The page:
ASU's Frazine Taylor Wins National Award

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ASU's Frazine Taylor to be presented with Top National Award for Information Professionals   

By Kenneth Mullinax/ASU 

An Alabama State University staff member who is widely recognized as one of the state of Alabama's foremost genealogists and information professionals -- Frazine Taylor -- will be recognized with the Dorothy Porter Wesley Award, a prestigious national recognition that lauds the work of information professionals which is awarded by the Association for the Study of African-American Life and History. Taylor will receive the award during a dinner ceremony on Oct. 1 in Montgomery.

Taylor was one of the leaders of the Alabama Department of Archives and History's Reference Department for many years before retiring and then joining ASU as a staff member in the Levi Watkins Learning Center (LWLC) as both a genealogist and coordinator of volunteers. She is an expert on Alabama historical records and also is a nationally acclaimed expert in African-American ancestry and historical record research for individuals, families and communities. 

"It is a great, great, honor for me to be the recipient of the Dorothy Porter Wesley Award, and I am just thrilled beyond words," Taylor said. "I am so pleased that my profession helps me to help people learn more about the rich history and details of their families and communities. As the custodian of the records and resources that help people learn more about themselves, their histories, families, and the community in which they live, makes me a jubilant person since this information empowers those whom I help to know as much as possible about what makes them unique and knowledgeable about their past."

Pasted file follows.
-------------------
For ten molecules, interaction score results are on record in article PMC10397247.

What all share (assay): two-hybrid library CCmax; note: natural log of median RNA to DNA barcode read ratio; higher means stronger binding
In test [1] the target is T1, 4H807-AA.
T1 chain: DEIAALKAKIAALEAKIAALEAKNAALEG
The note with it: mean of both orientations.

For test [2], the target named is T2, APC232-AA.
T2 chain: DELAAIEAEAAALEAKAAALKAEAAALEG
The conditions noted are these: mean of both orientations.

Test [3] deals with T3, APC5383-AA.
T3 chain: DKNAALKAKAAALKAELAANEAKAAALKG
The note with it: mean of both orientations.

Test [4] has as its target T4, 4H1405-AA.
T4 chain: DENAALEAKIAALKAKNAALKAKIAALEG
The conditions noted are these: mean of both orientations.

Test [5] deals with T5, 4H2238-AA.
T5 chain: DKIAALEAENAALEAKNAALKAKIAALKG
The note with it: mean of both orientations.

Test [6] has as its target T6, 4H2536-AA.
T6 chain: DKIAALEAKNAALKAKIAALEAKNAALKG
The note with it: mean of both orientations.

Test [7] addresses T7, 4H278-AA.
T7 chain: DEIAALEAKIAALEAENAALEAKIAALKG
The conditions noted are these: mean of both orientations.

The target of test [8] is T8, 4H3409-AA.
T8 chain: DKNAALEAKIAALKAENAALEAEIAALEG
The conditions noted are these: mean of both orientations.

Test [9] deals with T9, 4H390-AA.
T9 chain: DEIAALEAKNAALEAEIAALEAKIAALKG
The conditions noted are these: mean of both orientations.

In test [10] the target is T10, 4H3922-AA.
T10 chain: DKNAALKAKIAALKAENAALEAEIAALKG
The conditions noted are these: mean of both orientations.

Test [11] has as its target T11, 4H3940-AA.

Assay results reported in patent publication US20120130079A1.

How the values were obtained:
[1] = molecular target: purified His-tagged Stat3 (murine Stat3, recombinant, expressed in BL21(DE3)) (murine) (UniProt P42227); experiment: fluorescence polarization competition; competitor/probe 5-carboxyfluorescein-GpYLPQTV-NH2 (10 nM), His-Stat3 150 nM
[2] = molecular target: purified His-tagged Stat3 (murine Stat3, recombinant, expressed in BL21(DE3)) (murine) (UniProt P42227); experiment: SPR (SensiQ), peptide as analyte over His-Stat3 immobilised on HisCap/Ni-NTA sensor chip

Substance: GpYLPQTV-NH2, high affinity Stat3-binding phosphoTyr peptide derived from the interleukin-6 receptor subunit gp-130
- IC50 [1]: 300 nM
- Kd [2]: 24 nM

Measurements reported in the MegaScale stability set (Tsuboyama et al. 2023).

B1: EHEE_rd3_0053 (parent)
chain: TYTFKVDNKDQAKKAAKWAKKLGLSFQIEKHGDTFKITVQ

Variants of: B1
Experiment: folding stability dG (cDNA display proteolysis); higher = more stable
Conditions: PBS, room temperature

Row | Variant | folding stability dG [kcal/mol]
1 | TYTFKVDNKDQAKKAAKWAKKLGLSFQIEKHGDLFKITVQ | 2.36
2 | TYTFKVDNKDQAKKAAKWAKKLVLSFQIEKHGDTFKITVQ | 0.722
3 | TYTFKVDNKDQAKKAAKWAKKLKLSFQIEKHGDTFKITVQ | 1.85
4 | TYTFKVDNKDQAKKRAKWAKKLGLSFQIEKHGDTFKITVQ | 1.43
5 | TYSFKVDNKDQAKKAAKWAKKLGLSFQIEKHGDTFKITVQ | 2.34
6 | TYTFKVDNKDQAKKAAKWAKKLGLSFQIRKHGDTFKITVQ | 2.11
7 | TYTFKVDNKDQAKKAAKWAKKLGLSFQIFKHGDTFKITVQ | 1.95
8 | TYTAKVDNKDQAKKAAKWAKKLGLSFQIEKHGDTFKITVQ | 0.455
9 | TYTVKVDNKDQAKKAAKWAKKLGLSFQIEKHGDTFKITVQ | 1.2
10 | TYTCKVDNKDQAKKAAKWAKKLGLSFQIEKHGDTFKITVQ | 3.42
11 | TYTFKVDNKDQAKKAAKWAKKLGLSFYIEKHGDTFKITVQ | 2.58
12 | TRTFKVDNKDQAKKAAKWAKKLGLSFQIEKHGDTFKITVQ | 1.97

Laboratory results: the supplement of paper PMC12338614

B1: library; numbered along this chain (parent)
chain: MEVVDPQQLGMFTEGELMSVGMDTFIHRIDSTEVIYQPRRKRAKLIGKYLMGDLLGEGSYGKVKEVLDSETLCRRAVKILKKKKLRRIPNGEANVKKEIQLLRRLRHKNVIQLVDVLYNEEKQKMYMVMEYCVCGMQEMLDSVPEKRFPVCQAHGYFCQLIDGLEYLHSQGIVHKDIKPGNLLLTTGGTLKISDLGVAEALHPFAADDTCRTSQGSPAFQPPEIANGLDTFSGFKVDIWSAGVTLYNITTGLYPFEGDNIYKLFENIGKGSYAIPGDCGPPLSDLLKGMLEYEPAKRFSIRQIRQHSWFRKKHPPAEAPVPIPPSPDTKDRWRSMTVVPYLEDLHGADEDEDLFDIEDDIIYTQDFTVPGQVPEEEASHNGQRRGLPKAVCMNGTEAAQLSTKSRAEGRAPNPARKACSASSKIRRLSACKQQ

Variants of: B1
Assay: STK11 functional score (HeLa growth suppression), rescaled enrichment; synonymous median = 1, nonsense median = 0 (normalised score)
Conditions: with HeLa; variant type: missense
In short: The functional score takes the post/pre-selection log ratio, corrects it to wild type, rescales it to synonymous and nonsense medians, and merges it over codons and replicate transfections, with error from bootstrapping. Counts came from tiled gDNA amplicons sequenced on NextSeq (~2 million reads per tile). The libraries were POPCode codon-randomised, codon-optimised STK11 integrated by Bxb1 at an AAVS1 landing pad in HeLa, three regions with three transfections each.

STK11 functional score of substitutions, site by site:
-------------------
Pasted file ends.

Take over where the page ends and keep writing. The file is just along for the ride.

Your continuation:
Taylor is the president of the Elmore County Association of Black Heritage, chair emeritus of the Black Heritage Council of the Alabama Historical Commission and past president of the Alabama Historical Association (AHA) and the Friends of the Archives. She serves on the boards of the Patrons for the Study of Civil Rights and African-American Culture at ASU, is a member of the Alabama Cemetery Preservation Alliance, served on the Alabama Governor’s Mansion Authority, and is the past president of the Friends of the Alabama Archives. 


Dr. Howard Robinson, who serves as the LWLC's associate director for Archives and Cultural Heritage Services, said he is most pleased that Taylor has won this important national recognition, which he says, is long overdue. 

"Frazine has been among the best and most accurate of archivists and information experts for decades, and the collections of historical records and important data that she has built serves as a catalyst for research and continuous learning for scholars, the communities they serve, and just regular people who have a thirst for knowledge. Because of her work, intellectual prowess and curiosity, she has helped form the very foundation of many of the collections in our nation's colleges and universities; especially as it relates to African-American culture and history," Robinson stated.  

News media contact: Kenneth Mullinax, 334-229-4104.